Big Four accountancy firm shocks recruitment market and stuns Square Mile law firms with its bid to boost diversity
City law firms were stunned into silence this week when a Big Four accountancy practice shook the graduate recruitment market by saying it would no longer pore over applicants’ A-level results.
In announcing its shock move, PricewaterhouseCoopers — the second biggest of the global behemoths by revenue and headcount — maintained ditching an obsession with A-levels would have a dramatic impact on the business’s diversity.
“It’s a move that could drive radical changes in the social mobility and diversity of the professional services’ industry and how companies assess potential more broadly,” read a PWC statement.
“The strong correlation that exists in the UK between social class and school academic performance,” continued the global bean counters, “suggests that by placing too much emphasis on UCAS scores, employers will miss out on key talent from disadvantaged backgrounds, who can perform less well at school.”
Considering that PwC, along with fellow Big Four members EY and KPMG, has recently been licensed as an alternative business structure — effectively allowing it to become a law firm — how would the development be greeted by Square Mile lawyers?
Plunging heads deep into sand, seems to be the answer. Law firms contacted by Legal Cheek either ignored the question of whether they would follow suit, or fudged the issue.
Take, for example, Linklaters, the graduate recruitment team of which handles a shed-load of applications annually and therefore has to weigh up a lot of A-level maths, English and geography results.
Linklaters sits atop the Legal Cheek Law Firm Most List for training contracts, dishing out 110 annually. Would it follow the PwC lead?
“We constantly review our selection process to ensure we are recruiting the best talent from the widest possible sources,” responded a spokesman from Links Towers in Silk Street.
“We receive a large number of application forms but still ensure we read every single one. There is no element of online screening. This helps to ensure we take into account atypical and mitigating circumstances as well as people who started to excel at a later stage in life. This is reflected in the increasing diversity of our recruits.”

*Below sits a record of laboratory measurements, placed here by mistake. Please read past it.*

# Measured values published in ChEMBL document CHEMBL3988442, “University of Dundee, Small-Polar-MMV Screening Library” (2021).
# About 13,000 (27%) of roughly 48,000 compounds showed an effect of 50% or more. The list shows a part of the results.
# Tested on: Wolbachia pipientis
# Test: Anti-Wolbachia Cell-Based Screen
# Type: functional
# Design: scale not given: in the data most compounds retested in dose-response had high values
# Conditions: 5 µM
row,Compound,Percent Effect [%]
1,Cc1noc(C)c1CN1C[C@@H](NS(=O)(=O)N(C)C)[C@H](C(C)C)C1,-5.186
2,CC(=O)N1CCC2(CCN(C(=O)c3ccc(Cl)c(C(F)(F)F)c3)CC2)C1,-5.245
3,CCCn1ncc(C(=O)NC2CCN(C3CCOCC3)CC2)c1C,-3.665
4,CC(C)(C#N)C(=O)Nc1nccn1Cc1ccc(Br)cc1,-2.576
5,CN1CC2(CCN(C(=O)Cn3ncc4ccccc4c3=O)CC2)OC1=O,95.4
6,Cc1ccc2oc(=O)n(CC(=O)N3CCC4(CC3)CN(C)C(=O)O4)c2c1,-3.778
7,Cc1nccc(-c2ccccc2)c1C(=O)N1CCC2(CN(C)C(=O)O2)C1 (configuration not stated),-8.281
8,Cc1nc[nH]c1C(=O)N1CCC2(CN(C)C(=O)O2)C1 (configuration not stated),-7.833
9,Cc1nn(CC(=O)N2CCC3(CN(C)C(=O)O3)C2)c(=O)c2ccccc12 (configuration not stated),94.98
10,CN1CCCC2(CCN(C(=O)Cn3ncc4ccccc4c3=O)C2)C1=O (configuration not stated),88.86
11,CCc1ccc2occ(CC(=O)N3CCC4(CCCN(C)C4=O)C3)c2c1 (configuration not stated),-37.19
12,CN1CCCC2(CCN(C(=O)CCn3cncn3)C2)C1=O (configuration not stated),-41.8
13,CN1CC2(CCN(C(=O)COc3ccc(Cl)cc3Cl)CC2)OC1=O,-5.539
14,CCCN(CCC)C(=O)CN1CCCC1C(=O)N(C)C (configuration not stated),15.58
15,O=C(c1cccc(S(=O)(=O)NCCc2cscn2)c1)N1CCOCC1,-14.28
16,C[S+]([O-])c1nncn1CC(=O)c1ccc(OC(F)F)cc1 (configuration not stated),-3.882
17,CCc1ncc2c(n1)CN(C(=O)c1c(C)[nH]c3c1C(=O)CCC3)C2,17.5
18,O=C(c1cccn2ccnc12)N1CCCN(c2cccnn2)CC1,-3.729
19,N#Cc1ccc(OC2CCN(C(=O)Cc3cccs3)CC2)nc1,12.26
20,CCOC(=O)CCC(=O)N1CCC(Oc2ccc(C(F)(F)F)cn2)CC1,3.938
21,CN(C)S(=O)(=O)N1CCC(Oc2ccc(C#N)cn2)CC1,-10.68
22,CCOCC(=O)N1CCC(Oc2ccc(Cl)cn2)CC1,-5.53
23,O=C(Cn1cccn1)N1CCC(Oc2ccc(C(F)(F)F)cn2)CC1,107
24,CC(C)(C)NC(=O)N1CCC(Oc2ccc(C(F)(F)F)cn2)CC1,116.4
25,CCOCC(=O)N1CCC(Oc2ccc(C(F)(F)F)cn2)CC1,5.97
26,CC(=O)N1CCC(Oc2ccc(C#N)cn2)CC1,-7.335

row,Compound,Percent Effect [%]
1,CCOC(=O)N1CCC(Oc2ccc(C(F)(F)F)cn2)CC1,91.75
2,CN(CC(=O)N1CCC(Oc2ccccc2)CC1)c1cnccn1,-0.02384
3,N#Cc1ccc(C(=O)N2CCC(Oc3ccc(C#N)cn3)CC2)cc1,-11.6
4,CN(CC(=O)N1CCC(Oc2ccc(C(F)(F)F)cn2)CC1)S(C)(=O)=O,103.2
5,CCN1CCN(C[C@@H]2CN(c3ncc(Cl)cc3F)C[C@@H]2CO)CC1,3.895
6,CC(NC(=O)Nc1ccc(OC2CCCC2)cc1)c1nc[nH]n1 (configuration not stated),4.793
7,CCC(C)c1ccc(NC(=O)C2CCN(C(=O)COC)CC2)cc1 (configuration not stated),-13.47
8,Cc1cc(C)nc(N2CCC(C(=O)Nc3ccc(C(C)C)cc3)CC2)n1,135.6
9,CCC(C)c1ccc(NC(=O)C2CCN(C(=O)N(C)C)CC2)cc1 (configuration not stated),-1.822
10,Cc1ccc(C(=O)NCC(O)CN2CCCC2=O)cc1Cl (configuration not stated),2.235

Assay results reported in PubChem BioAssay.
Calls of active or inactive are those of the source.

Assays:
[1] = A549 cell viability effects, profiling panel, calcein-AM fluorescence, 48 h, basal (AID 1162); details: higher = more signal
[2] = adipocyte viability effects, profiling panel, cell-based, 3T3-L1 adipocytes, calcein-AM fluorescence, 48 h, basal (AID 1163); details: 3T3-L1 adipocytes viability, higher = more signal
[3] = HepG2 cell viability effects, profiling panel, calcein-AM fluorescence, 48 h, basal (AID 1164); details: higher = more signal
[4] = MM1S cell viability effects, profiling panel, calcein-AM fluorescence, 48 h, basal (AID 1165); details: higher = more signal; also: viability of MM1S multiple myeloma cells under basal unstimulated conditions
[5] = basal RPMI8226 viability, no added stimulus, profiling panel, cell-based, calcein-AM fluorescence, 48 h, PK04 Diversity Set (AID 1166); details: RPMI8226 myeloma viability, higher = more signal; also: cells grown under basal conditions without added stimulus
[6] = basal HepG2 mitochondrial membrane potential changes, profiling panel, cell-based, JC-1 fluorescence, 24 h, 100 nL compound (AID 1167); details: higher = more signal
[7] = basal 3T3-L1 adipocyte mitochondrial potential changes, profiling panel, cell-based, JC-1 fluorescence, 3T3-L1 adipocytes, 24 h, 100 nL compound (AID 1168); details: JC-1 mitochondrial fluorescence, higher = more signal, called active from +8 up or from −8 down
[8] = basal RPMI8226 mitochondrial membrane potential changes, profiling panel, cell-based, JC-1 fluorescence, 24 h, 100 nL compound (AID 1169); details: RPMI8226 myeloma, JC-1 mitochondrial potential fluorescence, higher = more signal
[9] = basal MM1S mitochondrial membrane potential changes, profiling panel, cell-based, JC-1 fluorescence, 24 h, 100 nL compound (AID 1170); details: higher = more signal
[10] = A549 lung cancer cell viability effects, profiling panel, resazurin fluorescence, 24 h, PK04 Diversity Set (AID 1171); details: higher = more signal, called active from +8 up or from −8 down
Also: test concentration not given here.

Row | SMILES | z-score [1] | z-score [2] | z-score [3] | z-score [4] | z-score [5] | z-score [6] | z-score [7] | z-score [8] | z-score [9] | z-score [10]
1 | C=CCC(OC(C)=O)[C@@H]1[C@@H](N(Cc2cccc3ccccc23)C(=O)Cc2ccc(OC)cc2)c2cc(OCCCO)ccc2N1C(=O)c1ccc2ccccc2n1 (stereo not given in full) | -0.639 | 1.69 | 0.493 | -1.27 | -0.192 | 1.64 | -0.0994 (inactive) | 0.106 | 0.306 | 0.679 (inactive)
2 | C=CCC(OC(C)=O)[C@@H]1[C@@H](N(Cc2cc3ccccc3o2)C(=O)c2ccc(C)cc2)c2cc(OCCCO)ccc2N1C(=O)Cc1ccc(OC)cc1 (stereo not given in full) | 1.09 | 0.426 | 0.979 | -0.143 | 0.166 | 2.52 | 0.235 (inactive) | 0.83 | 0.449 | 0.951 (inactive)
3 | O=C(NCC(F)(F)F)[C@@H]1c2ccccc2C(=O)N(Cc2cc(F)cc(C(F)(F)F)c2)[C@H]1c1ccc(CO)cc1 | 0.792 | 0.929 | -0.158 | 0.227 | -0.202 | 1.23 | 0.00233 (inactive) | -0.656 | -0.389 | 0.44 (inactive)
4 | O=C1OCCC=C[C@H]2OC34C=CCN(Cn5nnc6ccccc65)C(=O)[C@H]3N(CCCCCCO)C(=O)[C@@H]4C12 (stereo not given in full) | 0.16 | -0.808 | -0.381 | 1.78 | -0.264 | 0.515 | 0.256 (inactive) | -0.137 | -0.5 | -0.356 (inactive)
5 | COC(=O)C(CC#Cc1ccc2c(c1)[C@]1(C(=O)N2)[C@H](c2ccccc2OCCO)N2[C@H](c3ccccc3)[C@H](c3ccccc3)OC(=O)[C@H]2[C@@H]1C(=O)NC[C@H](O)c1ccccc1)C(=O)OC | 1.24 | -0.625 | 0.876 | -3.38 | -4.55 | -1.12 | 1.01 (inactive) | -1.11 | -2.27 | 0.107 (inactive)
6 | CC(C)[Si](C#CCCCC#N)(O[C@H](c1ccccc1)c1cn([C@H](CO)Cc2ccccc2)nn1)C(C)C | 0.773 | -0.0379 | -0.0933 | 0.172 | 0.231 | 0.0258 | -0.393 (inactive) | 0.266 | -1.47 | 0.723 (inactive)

Ok, but what about A-levels? Still important?
“It is not something we are currently looking at,” said a spokeswoman at Tower Bridge-based City firm RPC. “When we screen our applications, academics do form an important part of the process but we do look at applications as a whole as well.”
City graduate recruitment specialists pointed out that law firms are increasingly adopting the “CV blind” approach, with London Docklands giant Clifford Chance and private client specialist Macfarlanes being perhaps the highest profile proponents.
The CV blind technique comes in several guises, but ultimately, sight is restored and the law firm recruiters take a good long look at the document, A-level results included.
But the accountants are adamant. Explained Gaenor Bagley, who travels under the intriguing title of head of people at PwC:
“As a progressive employer we recognise that talent and potential presents itself in different ways and at different stages in people’s lives. Removing the UCAS criteria will create a fairer and more modern system in which students are selected on their own merit, irrespective of their background or where they are from.”
What’s the betting it will take City law firms some time to come round to that view …